Fear is also another motivating factor for a lot of people. Fear of physical survival, fear of your reputation not surviving or your ego not surviving. And then also fear of your emotional and/or mental survival. I have a fear of getting depressed. If I look at my schedule, and I have free time, there's a part of me that gets worried that I'm going to become a depressed because I'm not busy enough. And I will schedule more activities. And then what ends up happening a lot is I get over scheduled, and it becomes stressful. I can use mindfulness to instead address the depression or the fear of depression, instead of finding a solution by overscheduling myself.


Jacob Derossett

I used to struggle with the fear of the ego. I used to be worried that people would think I was a bad trainer--lazy for example. I just didn't want to be perceived as being bad, when in reality, if you let go of that idea and just focus on what can I control, what can I improve on right now then it all takes care of itself. I can see those patterns of wanting to be regarded as a great trainer.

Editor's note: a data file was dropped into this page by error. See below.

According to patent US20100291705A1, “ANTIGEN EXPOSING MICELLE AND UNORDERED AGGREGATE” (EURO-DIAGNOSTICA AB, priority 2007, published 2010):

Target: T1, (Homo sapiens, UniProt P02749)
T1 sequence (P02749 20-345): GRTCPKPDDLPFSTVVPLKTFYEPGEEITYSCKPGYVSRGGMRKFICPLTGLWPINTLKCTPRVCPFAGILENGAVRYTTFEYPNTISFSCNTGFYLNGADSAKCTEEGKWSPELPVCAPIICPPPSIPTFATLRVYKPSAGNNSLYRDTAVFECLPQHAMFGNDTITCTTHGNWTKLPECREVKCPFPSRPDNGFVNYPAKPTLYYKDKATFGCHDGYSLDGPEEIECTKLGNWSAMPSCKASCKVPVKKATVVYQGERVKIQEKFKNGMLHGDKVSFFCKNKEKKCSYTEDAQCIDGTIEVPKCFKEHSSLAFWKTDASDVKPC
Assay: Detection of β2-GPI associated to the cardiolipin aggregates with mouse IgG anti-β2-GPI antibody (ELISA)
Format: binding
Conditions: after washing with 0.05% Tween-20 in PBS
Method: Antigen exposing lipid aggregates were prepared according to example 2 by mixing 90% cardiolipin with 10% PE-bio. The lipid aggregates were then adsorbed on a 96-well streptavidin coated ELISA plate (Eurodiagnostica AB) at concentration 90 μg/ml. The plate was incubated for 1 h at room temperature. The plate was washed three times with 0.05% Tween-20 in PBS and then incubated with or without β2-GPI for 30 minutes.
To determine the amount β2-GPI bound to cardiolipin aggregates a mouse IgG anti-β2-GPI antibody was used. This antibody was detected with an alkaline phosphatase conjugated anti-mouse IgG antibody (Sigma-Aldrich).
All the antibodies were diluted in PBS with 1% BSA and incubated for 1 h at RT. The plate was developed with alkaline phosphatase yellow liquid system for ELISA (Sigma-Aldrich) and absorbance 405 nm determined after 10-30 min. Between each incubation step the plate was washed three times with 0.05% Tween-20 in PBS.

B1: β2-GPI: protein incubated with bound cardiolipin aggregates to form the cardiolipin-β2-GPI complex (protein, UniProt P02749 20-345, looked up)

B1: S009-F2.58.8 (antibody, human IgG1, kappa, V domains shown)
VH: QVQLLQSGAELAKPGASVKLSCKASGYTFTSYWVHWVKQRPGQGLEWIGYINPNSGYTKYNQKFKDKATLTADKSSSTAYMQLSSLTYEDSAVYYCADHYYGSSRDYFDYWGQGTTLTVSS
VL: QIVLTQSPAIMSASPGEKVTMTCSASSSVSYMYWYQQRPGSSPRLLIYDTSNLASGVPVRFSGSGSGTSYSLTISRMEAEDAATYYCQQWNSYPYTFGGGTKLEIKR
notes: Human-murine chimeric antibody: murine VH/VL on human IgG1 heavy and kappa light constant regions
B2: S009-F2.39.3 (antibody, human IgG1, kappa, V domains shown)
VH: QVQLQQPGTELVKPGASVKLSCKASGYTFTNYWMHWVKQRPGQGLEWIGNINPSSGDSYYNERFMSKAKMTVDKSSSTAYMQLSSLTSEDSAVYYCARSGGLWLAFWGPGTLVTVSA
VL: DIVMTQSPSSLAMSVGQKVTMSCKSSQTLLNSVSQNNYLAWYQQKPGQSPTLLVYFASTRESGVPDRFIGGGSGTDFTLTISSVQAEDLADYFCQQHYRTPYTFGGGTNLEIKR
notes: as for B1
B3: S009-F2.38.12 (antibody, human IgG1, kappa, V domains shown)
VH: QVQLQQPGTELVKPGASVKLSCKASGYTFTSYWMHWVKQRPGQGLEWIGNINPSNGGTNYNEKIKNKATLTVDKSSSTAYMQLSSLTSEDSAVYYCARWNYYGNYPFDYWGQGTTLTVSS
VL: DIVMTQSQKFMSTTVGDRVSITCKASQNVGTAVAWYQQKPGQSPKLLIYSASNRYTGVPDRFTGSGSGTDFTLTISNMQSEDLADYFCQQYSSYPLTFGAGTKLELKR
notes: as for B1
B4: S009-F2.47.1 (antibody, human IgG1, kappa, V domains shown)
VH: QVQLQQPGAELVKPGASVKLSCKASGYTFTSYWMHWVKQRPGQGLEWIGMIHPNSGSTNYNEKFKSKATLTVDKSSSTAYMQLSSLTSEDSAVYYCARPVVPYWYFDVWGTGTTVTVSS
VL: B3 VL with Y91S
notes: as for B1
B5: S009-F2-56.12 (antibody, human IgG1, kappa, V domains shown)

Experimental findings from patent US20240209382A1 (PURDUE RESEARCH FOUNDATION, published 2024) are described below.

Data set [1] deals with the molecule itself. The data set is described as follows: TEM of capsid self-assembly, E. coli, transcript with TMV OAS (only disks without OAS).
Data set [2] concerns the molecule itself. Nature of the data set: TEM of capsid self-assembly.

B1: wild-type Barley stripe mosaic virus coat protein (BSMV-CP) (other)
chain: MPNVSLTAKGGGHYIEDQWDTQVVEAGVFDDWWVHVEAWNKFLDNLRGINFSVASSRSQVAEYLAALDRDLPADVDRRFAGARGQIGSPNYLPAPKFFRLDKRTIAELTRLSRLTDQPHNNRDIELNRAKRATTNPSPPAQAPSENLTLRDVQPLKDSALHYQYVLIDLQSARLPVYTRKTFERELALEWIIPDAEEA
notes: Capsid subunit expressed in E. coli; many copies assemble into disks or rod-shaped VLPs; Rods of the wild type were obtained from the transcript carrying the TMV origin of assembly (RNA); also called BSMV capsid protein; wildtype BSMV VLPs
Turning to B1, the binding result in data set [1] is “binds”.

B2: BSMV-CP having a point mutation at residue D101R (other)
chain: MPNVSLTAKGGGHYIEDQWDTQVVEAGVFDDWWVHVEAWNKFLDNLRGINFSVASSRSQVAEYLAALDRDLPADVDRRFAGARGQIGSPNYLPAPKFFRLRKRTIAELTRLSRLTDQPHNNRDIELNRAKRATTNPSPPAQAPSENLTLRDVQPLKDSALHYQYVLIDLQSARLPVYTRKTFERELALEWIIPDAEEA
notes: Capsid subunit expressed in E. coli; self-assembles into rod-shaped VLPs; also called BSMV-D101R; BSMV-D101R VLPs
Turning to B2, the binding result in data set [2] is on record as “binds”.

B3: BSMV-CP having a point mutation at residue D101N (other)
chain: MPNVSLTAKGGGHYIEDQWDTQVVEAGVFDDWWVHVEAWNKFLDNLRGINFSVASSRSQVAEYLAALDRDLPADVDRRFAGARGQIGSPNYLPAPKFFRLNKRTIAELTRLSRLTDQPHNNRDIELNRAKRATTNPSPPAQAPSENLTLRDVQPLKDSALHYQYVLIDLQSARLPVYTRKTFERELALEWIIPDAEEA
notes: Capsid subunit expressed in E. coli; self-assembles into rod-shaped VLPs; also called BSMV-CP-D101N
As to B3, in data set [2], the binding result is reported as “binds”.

Sarah Vallely

That part of you that gets worried about how you're doing as a personal trainer is the reason you are a good personal trainer. So that's the hard part about this is that pattern can bring us lots of success. But what's important is to use mindfulness to be able to pinpoint when it goes too far and pushes you into these uncomfortable places.